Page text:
L.A. NOW

Southern California -- this just in

Category: Wildfires

Evacuations ordered in neighborhoods near Montecito hills fire

Approximate location of fire shown in red.

A wildfire burning in the hills above Montecito in Santa Barbara County has prompted a mandatory evacuation of nearby homes and put other residents on notice that they may soon have to leave their neighborhoods, fire officials said.

Mandatory evacuations were ordered for homes north of Mountain Drive, east of Hot Springs Road and west of San Ysidro Road, including San Ysidro Lane, authorities said.

Those with homes east of San Ysidro Road and San Ysidro Lane, as well as east of Park Lane West and west of Buena Vista were put on standby for evacuations but warned they too might soon have to leave.

Dubbed the Cold Fire, the blaze broke out around noon and grew to about five acres in less than an hour and was burning uphill in a remote area. 

There were no immediate reports of injuries or homes damaged by flames. Fire officials have asked for air tankers and water-dropping helicopters and one helicopter was already on the scene. 

ALSO:

L.A. votes on election day: Reader photos

Death toll rises to three in Fresno chicken plant shooting

27% of voters in L.A. County cast ballots by noon; lower than '08

--Andrew Blankstein and Jessica Garrison

Map: Approximate location of fire shown in red. Credit: Google Maps

Fire forces evacuation of homes near Montecito

Approximate location of fire shown in red.

A fire that broke out shortly before noon in the hills above Montecito in Santa Barbara County has prompted a mandatory evacuation of some nearby homes, fire officials said.

The blaze grew to about five acres in less than an hour and was burning uphill in a remote area. Three  hikers in the area were attempting to walk to safety, officials said.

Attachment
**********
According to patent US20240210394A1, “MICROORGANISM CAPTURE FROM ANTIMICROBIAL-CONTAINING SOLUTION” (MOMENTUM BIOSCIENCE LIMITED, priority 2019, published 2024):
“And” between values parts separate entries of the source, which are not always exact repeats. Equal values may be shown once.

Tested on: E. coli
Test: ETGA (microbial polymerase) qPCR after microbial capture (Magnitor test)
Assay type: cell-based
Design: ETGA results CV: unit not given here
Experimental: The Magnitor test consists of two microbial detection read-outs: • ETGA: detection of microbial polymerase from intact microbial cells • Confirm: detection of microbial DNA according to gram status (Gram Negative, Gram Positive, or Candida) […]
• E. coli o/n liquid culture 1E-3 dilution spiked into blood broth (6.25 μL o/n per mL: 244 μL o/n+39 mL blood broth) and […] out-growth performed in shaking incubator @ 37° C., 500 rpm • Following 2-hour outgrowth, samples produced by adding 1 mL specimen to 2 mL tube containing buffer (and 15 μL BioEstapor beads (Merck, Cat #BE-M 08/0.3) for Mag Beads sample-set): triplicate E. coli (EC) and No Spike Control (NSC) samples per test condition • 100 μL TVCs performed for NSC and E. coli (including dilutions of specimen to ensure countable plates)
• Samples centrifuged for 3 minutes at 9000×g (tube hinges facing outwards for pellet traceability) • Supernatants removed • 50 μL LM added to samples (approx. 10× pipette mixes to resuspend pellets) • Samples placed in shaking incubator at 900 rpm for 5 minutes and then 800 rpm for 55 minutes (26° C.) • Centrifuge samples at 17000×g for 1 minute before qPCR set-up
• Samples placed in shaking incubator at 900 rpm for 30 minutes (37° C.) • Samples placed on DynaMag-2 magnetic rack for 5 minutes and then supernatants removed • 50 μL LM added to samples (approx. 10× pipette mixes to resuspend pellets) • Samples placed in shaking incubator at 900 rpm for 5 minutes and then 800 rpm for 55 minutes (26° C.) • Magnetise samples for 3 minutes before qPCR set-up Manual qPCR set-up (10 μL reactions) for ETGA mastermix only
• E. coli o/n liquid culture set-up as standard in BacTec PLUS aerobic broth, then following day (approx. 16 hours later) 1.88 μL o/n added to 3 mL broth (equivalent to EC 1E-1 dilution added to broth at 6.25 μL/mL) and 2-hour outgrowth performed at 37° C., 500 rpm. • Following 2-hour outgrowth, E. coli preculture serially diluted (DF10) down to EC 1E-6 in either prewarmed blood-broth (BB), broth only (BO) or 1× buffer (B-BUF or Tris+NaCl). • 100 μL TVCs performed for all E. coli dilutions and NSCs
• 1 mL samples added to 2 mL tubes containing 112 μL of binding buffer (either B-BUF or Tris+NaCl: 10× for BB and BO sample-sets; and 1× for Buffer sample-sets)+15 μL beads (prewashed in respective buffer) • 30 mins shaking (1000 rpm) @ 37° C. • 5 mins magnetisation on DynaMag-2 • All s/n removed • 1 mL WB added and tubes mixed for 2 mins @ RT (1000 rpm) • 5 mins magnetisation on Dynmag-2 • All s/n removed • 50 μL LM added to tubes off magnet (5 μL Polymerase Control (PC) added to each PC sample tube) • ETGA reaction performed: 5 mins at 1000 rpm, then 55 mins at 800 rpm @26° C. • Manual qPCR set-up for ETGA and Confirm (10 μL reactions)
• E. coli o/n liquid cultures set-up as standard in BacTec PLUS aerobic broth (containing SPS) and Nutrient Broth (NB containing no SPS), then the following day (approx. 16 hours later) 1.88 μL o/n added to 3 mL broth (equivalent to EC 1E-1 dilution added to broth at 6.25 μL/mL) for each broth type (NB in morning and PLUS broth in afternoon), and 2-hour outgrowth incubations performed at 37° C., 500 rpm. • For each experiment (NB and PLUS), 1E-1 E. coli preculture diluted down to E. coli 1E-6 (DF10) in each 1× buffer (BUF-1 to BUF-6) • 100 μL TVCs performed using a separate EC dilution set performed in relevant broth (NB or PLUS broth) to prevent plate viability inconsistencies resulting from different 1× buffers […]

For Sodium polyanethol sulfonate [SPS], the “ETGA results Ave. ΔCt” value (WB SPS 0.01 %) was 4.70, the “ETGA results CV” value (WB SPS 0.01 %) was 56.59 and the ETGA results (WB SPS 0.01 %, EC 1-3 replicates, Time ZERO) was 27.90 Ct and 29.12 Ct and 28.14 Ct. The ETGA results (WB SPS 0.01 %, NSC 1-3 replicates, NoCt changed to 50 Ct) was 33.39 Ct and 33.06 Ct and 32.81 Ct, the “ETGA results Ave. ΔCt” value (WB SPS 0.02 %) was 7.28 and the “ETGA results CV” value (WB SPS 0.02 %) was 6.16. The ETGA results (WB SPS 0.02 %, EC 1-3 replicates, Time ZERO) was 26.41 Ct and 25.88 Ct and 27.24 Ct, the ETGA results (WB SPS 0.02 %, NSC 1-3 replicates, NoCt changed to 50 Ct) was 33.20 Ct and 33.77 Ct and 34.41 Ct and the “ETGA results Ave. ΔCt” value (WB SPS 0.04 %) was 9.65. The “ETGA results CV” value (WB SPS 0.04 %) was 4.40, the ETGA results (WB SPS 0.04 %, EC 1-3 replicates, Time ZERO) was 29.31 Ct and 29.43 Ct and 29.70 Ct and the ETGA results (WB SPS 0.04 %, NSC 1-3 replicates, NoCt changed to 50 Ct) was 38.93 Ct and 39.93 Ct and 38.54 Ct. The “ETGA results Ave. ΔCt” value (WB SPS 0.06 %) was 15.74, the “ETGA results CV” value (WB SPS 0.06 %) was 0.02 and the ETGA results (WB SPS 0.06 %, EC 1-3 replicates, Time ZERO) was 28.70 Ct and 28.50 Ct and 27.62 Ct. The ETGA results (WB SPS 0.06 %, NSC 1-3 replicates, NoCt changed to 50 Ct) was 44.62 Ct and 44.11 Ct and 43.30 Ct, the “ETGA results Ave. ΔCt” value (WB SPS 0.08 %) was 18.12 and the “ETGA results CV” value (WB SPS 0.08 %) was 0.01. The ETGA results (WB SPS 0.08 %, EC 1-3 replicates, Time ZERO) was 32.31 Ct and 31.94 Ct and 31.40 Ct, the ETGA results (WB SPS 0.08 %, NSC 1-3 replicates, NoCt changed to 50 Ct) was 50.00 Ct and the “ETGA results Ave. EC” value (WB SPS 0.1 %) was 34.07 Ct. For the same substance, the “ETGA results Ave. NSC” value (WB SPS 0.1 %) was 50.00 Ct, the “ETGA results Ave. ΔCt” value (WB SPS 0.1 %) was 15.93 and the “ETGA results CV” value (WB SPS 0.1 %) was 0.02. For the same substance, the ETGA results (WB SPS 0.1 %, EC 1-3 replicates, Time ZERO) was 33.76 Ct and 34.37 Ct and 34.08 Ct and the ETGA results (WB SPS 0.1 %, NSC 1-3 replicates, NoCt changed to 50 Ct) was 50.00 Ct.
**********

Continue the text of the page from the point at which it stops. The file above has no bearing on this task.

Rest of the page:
There were no reports of injuries or of homes damaged by flames.

Fire officials have asked for air tankers and water-dropping helicopters and one helicopter was already on scene.

ALSO:

Boy who killed neo-Nazi dad was abused, psychologist says

Valley voters weigh in on Sherman-Berman congressional race

1 dead, 4 wounded as worker opens fire at Fresno plant, police say

-- Jessica Garrison

Map: Approximate location of fire shown in red. Credit: Google Maps

Cajon Pass brush fire again closes lanes on 15 Freeway

Some lanes of Interstate 15 in the Cajon Pass were again closed Tuesday after a nearby brush fire flared overnight, officials said.

The California Highway Patrol reported early Tuesday that the two right lanes were closed in both directions of the highway, which is the main artery that links Southern California to Las Vegas. It was not known when the roadway would fully reopen.

The lane closures stretched from Blue Cut pass through Kenwood Avenue, the CHP reported.

The Devore fire, which broke out Monday morning, had scorched about 450 acres on either side of the freeway, officials said Monday night. The fire was about 40% contained heading into Tuesday, officials said, and crews hoped to fully contain the blaze by 6 p.m.

The fire prompted mandatory evacuations in the Matthew's Ranch area and forced a complete closure of the freeway for several hours on Monday.

The cause of the fire remained under investigation.

ALSO:

Officials call for $50,000 reward in church graffiti shooting

USC shooting suspect pleads not guilty to attempted murder charges

Polls open at 7 a.m. for California election that could tip the balance of power

-- Kate Mather

Follow Kate Mather on Twitter or Google+.

Lanes reopen on 15 Freeway as crews fight Cajon Pass brush fire

Brush fire in the Cajon Pass
North and southbound lanes of Interstate 15 in the Cajon Pass have been reopened after being shut down because of a brush fire, authorities said Monday evening. 

Three northbound lanes were opened on the busy artery that links Southern California to Las Vegas as firefighters worked to beat back flames that had charred at least 350 acres, officials said.

Two southbound lanes were closed from Blue Cut pass through Kenwood Avenue, the California Highway Patrol said.

The blaze, which broke out Monday morning, triggered mandatory evacuations in the Mathews Ranch area and backed up traffic for miles.